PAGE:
Ethical Considerations

Alumna Angel Purganan highlights how humanistic skills support data analysis, tech success
| Wed, 02/16/22
Marching Chiefs photo
Marching Chiefs photo by Melina Myers.

Saying Angel Purganan has a broad range of interests is a bit of an understatement.

When the Tampa, Fla., native graduated from Florida State University this spring, it was with dual degrees in philosophy and political science and minors in Middle Eastern studies and history. The 2020 Social Science Scholar also spent four years as a member of the FSU Marching Chief’s clarinet section and later served as president of the Alpha Omega chapter of Tau Beta Sigma music sorority. And, she volunteered for four years with FSU’s New Student and Family Programs, helping the newest Noles find their place in the campus community.

Purganan has always been drawn to the intersections of culture, knowledge and the human experience. After earning an international baccalaureate degree in high school, she was ready for an immersive cultural and community experience during college. It was the dynamic range of academic options and the vibrant Marching Chiefs that drew her to FSU, although she chose not to major in music. She also tutored migrant and refugee students in English at Leon High School.

“Interacting with so many different people from so many different walks of life gave me a sense of diversity and community I never would have experienced otherwise,” she said.

In the classroom, Purganan chose her fields to build a strong social and humanitarian understanding of the world that would be applicable to a variety of careers. The skills she possessed as a humanities major aided her in developing the communication styles needed when interacting with a variety of students, parents, and organizations about their unique issues.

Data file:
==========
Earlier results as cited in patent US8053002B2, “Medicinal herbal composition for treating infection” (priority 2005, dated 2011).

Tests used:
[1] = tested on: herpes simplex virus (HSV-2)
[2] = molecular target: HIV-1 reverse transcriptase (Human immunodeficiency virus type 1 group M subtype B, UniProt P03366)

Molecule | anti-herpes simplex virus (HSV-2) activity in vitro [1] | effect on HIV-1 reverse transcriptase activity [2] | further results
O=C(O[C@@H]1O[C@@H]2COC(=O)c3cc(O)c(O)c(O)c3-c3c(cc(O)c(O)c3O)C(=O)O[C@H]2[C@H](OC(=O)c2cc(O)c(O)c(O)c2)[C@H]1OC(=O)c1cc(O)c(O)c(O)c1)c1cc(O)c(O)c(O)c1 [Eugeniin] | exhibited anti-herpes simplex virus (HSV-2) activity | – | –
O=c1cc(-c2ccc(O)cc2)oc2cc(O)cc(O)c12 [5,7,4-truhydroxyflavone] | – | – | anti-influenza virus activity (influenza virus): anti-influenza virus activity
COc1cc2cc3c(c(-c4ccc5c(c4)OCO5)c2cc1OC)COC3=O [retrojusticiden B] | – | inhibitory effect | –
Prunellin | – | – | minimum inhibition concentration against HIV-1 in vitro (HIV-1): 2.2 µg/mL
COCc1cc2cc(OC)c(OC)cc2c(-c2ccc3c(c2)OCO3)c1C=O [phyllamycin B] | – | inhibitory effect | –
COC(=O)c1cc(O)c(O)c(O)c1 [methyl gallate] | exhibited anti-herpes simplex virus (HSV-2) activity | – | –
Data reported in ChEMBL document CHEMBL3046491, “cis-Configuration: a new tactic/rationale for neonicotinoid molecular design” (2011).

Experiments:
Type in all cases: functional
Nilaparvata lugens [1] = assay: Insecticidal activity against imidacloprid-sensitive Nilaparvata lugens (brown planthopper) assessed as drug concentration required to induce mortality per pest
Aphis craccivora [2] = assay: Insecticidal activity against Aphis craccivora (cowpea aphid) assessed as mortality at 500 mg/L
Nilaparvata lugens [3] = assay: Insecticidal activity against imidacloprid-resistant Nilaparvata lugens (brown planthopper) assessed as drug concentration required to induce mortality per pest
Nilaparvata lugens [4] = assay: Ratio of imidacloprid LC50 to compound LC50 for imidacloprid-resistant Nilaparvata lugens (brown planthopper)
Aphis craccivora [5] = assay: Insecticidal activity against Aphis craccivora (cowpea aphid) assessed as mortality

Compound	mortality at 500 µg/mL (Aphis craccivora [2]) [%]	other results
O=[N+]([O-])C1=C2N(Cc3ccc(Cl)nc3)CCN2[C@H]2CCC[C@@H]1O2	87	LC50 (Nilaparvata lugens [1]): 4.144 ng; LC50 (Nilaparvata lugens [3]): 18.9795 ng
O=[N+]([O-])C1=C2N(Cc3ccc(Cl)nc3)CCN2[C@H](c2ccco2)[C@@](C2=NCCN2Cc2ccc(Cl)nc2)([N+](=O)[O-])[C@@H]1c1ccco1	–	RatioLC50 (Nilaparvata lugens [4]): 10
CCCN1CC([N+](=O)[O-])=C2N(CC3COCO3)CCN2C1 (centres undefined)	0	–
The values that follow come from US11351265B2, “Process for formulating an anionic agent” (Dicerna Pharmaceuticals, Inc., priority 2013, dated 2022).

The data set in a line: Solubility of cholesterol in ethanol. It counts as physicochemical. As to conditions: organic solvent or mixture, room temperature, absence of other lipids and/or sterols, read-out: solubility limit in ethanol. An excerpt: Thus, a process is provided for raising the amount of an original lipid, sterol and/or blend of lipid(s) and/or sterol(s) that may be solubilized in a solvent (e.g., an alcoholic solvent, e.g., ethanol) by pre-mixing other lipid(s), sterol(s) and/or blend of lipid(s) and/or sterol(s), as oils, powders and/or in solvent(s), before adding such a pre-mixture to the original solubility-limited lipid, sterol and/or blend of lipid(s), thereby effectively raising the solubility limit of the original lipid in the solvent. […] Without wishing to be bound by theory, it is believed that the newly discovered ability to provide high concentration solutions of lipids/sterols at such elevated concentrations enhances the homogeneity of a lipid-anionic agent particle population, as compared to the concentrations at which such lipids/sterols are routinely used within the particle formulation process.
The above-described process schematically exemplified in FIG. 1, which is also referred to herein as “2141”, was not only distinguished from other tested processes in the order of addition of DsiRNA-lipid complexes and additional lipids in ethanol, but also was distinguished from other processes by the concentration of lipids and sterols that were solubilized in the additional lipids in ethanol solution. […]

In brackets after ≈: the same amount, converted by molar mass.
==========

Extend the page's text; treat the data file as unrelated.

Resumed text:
Scenes from Angel Purganan’s time at Florida State. Courtesy photos.

“Being able to communicate one’s ideas effectively is a necessity in any field,” Purganan said. “While concentrating my studies in these areas, I also developed other skills, like data analysis and language learning, through the extracurriculars.”

It is precisely Purganan’s ability to make connections across groups and disciplines — and her Olympic-level time-management skills — that make her a keen analyst.

Purganan interned as a research assistant with the DeVoe L. Moore Center, a public-policy think tank involved in examining market-oriented solutions to pressing social problems at both state and local levels in Florida, compiling data for the Florida Open Government website using Tableau, a data visualization software. The position was recommended to her specifically because of her background in the humanities: Beyond reviewing the pure data, Purganan was able to interpret and present it in ways that humans understand.

Samuel Staley, the current director at the DeVoe L. Moore Center, believes the value of any team member lies within their diversity of insight and the experience they can bring to projects. To him, leaders must have the ability to think across disciplines and use multiple lenses to solve problems.